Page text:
The feeding of agricultural livestock is dependent on both their physiology and the range of choices of the agricultural producer, his knowledge of animal husbandry, and his goals.
In Europe during the late Middle Ages and early modern period, generally speaking physiological and botanical knowledge was rudimentary [3. 24 f.]. It was gradually expanded in the 18th century by the introduction of new forage crops (Root crops; Clover), thanks to the 17th- and 18th-century agricultural revolution in the Netherlands and England [9. 552–558]. Even in the late 18th century,…
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“Feed, animal”, in:
Encyclopedia of Early Modern History Online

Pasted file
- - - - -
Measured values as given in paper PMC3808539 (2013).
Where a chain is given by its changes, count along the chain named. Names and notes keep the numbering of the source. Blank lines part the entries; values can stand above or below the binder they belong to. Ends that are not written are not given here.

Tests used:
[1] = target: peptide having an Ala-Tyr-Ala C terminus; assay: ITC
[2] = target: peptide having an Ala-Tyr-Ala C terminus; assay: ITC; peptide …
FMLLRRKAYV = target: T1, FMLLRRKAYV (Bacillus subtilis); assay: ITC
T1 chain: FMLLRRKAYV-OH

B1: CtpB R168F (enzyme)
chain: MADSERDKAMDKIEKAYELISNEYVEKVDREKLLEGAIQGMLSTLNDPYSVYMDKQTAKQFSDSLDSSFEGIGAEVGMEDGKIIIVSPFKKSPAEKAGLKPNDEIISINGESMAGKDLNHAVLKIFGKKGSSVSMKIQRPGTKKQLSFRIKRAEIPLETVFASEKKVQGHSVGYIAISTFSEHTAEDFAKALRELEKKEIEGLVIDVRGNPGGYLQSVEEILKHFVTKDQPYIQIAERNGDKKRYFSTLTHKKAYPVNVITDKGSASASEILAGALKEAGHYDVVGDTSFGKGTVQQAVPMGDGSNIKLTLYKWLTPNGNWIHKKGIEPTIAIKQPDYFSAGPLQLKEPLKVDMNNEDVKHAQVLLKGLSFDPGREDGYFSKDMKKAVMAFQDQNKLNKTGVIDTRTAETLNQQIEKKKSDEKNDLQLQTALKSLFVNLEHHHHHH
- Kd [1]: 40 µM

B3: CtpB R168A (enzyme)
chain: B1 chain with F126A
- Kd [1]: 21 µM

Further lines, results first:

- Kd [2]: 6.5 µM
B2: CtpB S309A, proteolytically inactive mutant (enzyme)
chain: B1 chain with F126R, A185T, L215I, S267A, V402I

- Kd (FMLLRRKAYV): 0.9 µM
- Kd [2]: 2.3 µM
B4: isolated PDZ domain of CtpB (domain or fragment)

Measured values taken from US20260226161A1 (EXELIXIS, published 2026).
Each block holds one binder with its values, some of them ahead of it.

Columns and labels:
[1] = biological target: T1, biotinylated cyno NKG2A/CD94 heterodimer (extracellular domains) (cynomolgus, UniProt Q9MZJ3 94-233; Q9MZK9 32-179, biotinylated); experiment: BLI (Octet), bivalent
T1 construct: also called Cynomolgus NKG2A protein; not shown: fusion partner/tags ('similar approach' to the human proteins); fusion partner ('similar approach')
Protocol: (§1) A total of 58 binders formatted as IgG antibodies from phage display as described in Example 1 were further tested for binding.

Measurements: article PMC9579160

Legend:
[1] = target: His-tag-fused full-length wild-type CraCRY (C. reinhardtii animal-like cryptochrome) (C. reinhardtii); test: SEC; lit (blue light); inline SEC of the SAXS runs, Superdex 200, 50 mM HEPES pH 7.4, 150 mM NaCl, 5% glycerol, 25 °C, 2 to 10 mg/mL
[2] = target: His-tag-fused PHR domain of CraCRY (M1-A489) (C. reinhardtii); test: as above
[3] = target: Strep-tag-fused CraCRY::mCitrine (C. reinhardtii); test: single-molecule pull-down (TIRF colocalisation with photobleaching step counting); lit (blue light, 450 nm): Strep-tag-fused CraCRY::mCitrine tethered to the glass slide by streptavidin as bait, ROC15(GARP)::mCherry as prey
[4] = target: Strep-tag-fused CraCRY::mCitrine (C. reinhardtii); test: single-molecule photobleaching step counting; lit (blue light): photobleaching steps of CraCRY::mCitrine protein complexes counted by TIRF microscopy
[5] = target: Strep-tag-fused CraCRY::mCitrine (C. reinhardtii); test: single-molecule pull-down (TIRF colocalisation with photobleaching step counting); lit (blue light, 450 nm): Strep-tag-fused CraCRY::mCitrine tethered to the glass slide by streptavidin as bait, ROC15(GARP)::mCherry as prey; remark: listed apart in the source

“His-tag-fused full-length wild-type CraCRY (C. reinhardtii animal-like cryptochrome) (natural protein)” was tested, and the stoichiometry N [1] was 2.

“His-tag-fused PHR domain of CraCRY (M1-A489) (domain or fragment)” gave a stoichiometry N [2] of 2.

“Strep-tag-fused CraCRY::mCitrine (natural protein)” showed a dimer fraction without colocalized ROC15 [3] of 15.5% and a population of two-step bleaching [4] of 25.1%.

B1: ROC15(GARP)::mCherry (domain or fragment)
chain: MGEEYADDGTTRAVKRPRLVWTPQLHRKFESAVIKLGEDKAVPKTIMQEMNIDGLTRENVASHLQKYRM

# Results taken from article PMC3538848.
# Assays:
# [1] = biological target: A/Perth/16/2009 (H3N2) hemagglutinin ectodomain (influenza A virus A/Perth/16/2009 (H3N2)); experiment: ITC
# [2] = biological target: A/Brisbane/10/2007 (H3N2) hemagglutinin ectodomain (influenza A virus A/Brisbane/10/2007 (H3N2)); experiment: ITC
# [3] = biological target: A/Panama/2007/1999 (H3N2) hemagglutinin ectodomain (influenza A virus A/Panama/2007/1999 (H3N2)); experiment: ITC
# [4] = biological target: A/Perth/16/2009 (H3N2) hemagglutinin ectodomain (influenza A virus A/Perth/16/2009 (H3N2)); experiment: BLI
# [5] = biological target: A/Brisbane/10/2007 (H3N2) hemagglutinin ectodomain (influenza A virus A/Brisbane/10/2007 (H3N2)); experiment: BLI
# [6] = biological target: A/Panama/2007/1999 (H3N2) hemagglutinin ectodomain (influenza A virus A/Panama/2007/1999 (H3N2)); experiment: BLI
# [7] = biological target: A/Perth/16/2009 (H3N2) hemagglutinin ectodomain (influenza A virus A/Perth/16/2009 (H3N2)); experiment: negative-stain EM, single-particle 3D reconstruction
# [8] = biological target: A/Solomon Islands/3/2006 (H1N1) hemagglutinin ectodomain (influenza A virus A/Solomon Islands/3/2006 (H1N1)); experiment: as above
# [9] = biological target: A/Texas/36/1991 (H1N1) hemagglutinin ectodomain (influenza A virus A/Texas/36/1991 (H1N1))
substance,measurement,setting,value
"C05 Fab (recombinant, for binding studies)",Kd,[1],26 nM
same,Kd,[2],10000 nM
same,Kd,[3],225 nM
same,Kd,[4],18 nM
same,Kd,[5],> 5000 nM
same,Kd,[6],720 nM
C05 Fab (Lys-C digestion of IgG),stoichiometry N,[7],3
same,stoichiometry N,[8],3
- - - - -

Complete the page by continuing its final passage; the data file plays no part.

, Editors of the English edition: Graeme Dunphy, Andrew Gow. Original German Edition: Enzyklopädie der Neuzeit. Im Auftrag des Kulturwissenschaftlichen Instituts (Essen) und in Verbindung mit den Fachherausgebern herausgegeben von Friedrich Jaeger. Copyright © J.B. Metzlersche Verlagsbuchhandlung und Carl Ernst Poeschel Verlag GmbH 2005–2012.
Consulted online on 21 October 2021 <http://dx.doi.org/10.1163/2352-0272_emho_SIM_019584>
First published online: 2015
First print edition: 20180126